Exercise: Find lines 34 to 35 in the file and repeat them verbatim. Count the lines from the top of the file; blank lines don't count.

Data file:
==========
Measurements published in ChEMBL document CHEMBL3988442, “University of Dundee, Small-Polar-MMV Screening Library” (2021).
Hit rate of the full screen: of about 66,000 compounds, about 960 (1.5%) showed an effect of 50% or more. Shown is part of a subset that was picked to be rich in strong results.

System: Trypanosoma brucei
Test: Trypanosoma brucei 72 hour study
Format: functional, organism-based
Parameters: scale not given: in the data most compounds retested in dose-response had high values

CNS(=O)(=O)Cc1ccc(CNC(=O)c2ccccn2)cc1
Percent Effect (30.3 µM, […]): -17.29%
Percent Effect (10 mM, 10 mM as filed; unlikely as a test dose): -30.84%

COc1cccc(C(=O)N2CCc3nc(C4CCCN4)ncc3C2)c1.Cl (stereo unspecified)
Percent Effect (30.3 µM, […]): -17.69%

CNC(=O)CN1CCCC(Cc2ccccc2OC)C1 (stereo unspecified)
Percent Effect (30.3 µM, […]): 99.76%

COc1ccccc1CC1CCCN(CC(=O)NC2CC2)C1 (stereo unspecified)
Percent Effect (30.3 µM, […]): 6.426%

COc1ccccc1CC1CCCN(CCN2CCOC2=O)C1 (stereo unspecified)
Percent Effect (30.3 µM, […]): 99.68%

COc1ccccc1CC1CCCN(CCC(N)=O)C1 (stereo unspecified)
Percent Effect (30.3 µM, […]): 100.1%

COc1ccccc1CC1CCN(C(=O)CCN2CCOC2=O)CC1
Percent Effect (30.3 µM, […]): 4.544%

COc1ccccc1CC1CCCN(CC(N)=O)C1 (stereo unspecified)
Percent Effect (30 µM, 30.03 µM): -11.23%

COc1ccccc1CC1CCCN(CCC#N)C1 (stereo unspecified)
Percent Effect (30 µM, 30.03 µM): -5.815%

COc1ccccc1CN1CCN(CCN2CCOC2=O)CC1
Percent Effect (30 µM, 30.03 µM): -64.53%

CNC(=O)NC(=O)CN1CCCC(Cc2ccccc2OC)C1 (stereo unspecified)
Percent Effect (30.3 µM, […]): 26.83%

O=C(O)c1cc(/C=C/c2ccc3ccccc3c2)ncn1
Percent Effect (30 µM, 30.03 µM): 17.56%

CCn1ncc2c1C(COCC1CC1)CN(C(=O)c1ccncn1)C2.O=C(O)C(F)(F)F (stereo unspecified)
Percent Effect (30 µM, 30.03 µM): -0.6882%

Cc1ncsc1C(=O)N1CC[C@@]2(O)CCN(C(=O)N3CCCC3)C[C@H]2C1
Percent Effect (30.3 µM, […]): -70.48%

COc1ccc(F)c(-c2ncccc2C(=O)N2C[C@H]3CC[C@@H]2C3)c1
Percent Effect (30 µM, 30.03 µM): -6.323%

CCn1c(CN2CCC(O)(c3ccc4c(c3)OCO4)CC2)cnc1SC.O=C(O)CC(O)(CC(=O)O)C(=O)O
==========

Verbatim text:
Cc1ncsc1C(=O)N1CC[C@@]2(O)CCN(C(=O)N3CCCC3)C[C@H]2C1
Percent Effect (30.3 µM, […]): -70.48%